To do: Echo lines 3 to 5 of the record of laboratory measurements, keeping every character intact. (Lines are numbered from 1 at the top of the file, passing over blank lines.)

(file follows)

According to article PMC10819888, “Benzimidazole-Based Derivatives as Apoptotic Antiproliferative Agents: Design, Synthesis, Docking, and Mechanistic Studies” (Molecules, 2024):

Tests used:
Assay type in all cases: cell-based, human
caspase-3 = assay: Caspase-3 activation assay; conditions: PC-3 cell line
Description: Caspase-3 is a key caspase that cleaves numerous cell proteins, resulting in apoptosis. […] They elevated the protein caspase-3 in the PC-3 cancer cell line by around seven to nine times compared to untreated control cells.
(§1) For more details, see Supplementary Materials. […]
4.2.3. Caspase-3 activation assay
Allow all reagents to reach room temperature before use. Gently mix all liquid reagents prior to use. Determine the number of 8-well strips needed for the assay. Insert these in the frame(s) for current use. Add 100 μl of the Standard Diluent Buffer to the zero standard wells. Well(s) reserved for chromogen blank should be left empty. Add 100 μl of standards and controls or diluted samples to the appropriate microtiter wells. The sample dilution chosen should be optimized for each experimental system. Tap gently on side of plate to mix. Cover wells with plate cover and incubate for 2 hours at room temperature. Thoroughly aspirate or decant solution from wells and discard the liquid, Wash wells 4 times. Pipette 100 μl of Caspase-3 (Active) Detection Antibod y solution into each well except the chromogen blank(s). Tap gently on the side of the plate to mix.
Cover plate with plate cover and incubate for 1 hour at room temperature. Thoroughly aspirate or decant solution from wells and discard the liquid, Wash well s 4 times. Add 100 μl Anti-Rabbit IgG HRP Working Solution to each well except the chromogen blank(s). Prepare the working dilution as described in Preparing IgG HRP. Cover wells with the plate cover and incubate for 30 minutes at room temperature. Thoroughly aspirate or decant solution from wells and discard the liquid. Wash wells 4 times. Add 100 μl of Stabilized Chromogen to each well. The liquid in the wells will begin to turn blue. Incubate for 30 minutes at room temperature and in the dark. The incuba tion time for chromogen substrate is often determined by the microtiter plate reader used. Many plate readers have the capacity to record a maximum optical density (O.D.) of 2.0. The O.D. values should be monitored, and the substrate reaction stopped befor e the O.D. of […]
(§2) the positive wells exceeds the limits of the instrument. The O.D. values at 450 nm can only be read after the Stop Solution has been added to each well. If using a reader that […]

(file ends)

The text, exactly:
Assay type in all cases: cell-based, human
caspase-3 = assay: Caspase-3 activation assay; conditions: PC-3 cell line
Description: Caspase-3 is a key caspase that cleaves numerous cell proteins, resulting in apoptosis. […] They elevated the protein caspase-3 in the PC-3 cancer cell line by around seven to nine times compared to untreated control cells.